Word of the Day

Sunday, June 10, 2018

sennight

[ sen-ahyt, -it ]

noun

Archaic. a week.

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What is the origin of sennight?

The archaic English noun sennight means literally “seven nights,” i.e. a week. The Old English form was seofan nihta; Middle English had very many forms, including soveniht, sevenight, seven nyght, sennyght.

how is sennight used?

It had taken them only a sennight to travel from Sentarshadeen … into the heart of the lost Lands to face the power of Shadow Mountain.

Mercedes Lackey and James Mallory, To Light a Candle, 2004

She that I spake of, our great captain’s captain, / Left in the conduct of the bold Iago, / Whose footing here anticipates our thoughts / A sennight‘s speed.

William Shakespeare, Othello, 1622
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Saturday, June 09, 2018

congeries

[ kon-jeer-eez, kon-juh-reez ]

noun

a collection of items or parts in one mass; assemblage; aggregation; heap: From the airplane the town resembled a congeries of tiny boxes.

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What is the origin of congeries?

English congeries comes directly from the Latin noun congeriēs “collection, pile, heap,” a derivative of the verb congerere “to collect, amass.” Congeries is a singular noun in Latin as it has always been in English. In the mid-19th century a new singular arose in English, congery, a back formation from congeries. Congeries entered English in the 17th century.

how is congeries used?

… each bud has a leaf, which is its lungs, appropriated to it, and the bark of the tree is a congeries of the roots of these individual buds …

Erasmus Darwin, "The Loves of Plants," The Botanic Garden, 1791

He further emptied the valise, lifting out a queer-looking congeries of glass cells and coils to which the wire from the helmet was attached, and delivering a fire of running comment too technical for me to follow yet apparently quite plausible and straightforward.

Hazel Heald and H. P. Lovecraft, "The Horror in the Museum," Weird Tales, July 1933
Friday, June 08, 2018

bacciferous

[ bak-sif-er-uhs ]

adjective

Botany. bearing or producing berries.

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What is the origin of bacciferous?

The English adjective bacciferous “bearing berries” comes from Latin bacca (also bāca) “fruit of a shrub or tree, nut,” a word of unknown origin. The Latin suffix -fer “carrying, bearing” is from a very widespread Proto-Indo-European root bher- “to carry,” source of Germanic (English) bear, Greek phérein “to carry, bear,” and Slavic (Polish) bierać “to carry.” Bacciferous entered English in the 17th century.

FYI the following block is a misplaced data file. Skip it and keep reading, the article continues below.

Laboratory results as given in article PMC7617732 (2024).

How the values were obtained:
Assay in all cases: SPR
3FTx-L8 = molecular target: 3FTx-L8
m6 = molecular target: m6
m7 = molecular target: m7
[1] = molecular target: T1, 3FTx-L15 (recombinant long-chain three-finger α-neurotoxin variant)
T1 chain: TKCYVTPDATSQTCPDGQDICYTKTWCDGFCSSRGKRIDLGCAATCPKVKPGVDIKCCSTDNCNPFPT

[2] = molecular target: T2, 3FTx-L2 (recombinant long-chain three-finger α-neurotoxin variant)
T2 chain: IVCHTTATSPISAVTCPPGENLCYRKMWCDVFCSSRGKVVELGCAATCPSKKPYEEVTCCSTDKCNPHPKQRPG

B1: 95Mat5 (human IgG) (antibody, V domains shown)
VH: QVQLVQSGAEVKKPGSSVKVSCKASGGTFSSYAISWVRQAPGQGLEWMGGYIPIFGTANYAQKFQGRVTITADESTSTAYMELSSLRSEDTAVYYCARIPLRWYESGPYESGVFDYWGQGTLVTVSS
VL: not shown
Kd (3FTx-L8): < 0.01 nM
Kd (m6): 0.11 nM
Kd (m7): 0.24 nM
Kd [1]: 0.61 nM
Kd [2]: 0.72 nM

how is bacciferous used?

Bacciferous trees, are such as bear berries; as the juniper and yew-tree.

Charlotte Matilda Hunt, The Little World of Knowledge, 1826

The rays of the sun are essential to the proper development of all fruits, yet some, especially the bacciferous, demand a certain amount of shade in Summer and protection in Winter …

E. Daggy, "Douglas County Horticultural Society," Transactions of the Illinois State Horticultural Society, Volume II, 1869
Thursday, June 07, 2018

Disneyfy

[ diz-nee-fahy, -ni- ]

verb

to create or alter in a simplified, sentimentalized, or contrived form or manner: museums that have become Disneyfied to attract more visitors.

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What is the origin of Disneyfy?

Disneyfy is an Americanism formed from the name of Walt Disney, the cartoonist and moviemaker (1901-66), and the familiar verb suffix -fy. Disneyfy entered English in the second half of the 20th century.

how is Disneyfy used?

In North America we tend to Disneyfy the past into this sugar-coated nostalgia product, all bonnets and merry sleigh rides …

Emma Donoghue, Landing, 2007

… Dad says you have to look at animals as they are, not Disney-fy them.

Rosamund Lupton, The Quality of Silence, 2015
Wednesday, June 06, 2018

superluminal

[ soo-per-loo-muh-nl ]

adjective

Astronomy. appearing to travel faster than the speed of light.